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Five Strategies to Beat Creative Block

We've all felt it. It's that creeping feeling that you have nothing to say, that your ideas are derivative, and your skills are inadequate. It's an illusion that has struck down some of the greatest artists in history, but as powerful as it seems at the time, it's an affliction that ultimately passes. To aid this, we have five broad strategies for dealing with creative block. We'll also give four examples for each that you can immediately apply them to your creative process.

Stressed out person wearing headphones

You Can Stop the Block

If you've got creative block you're in good company. Revered composer Sergei Rachmaninoff couldn't write for two years after his first symphony failed. Singer/songwriter Gwen Stefani ironically fell into self-doubt before launching a highly successful solo career. Beethoven went deaf whilst blocked and still went on to compose some of his most famous works.

Just as these artists struggled in different ways, so too will your experience with creative block vary. The solution that works will be unique from one person to the next. Our strategies below are designed to be broad, overlapping, and sometimes contradictory. Experiment with the provided tactics and augment them with your own insights.

Person looking at art in a gallery

1: Borrow

Borrowing takes inspiration from art and life around you. The trick is to borrow widely and mix it together in new and interesting ways. There are enough ideas out there to break your creative shackles and inform an entire career's worth of projects. With a good ear and a solid process, you can make even the most exotic ideas your own.

Look in these places for a shot of external inspiration:

  • Listen to music to increase your musical vocabulary
  • Roughly transcribe musical ideas and re-purpose them for your creative process
  • Look to other artforms and the chaos of life for inspiration
  • Collaborate with others to spice up your writing/production tasks

Check out our How to Borrow Ideas for Your Compositions article for a deep dive into this topic.

Woman playing guitar outside

2: Change Perspective

Changing Perspective is a simple way to increase productivity by rethinking our standard creative tasks. As we open our minds to other ways of working, perspective change resets our brain and circumvents creative block. This fun method does require some maintenance, however, as new habits tend to form as quickly as we banish the old.

Try these tactics when you find yourself stuck in a creative rut:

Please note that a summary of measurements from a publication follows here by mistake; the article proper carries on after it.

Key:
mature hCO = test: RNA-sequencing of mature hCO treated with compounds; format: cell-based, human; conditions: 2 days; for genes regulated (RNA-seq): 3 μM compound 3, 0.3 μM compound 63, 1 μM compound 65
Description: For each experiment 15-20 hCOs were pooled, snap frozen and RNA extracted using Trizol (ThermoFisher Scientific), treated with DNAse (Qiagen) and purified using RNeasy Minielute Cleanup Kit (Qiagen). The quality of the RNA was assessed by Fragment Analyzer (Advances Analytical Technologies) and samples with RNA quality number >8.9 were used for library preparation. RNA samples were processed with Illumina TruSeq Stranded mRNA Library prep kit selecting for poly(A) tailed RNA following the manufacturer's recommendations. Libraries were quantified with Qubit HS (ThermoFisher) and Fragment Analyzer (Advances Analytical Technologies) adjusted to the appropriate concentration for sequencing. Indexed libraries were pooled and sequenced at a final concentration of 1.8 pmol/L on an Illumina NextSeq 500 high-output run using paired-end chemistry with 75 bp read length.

• Skip between sections, writing parts out of order and back again
  • Change or reorganise your environment by tidying your studio or leaving it completely
  • Learn a new skill or tool that can then become the start of ideas for new work
  • Get physical by thinking while walking or moving more as you play
man producing music at desk

3: Take a Macro Approach

Taking a macro approach subverts the idea of the genius artist from whom masterpieces naturally spring. It focusses instead on dividing the creative process to match your energy/inspiration levels. By chipping away at minor tasks, we dispel the mesmerising stare of the blank page and warm ourselves up to serious creative decisions.

If the blank page has you stalled, give these tasks a go:

  • Save everything and rework your growing library of old material
  • Hit record and dump out a heap of ideas, both good and bad, that you can edit later
  • Record/mangle samples to find new rhythms, melodies, and textures
  • Do the housekeeping by organising and renaming your files and projects
Person recording audio outside with a Zoom recorder

4: Live the Art Life

Living the Art Life is a concept encouraged by writer/director David Lynch. It suggests an artist that is ever alert to the myriad ideas swirling around them, and who has a process to catalogue and combine these ideas into new work. Living the art life is also defined by conscientious growth of skills, knowledge, and workflow.

Feeling like an imposter? Live your best (art) life with these behaviours:

  • Collect ideas using a notebook or recorder by being aware of your surroundings
  • Watch (and play) live music to exchange thoughts and concepts with other artists
  • Have a routine where you can focus solely on combining ideas into new work
  • Keep learning, using gaps in your knowledge to help guide exploration and growth
Laptop with Ableton Push

5: Give Yourself Artistic Constraints

Artistic constraints are a great way to circumvent the choice paralysis created by hundreds of free plugins, presets, and samples. They seek to strip the artistic process back to an exercise in lateral thinking brought about by creative need. Artistic Constraints help you explore your skills and tools in a stress-free situation.

Overthrow the tyranny of choice with these inspiring restrictions:

  • Set arbitrary deadlines and do everything in your power to meet them
  • Limit your tools to a small selection of instruments, samples, and effects
  • Play creative games that challenge the way you would normally approach tasks
  • Visualise your end goal to avoid getting distracted selecting/tweaking things

Banish Your Block

The illusion of creative block can seem impossible to shake. By coming at it from multiple angles, we guarantee that something will shock your brain into action. If you want more information about these strategies, check out our dedicated blogs that break them down even further with concrete examples to try and tweak. If you're looking for some conversation or gear-related inspiration for your current project, visit us in store or chat to our friendly online orders team.

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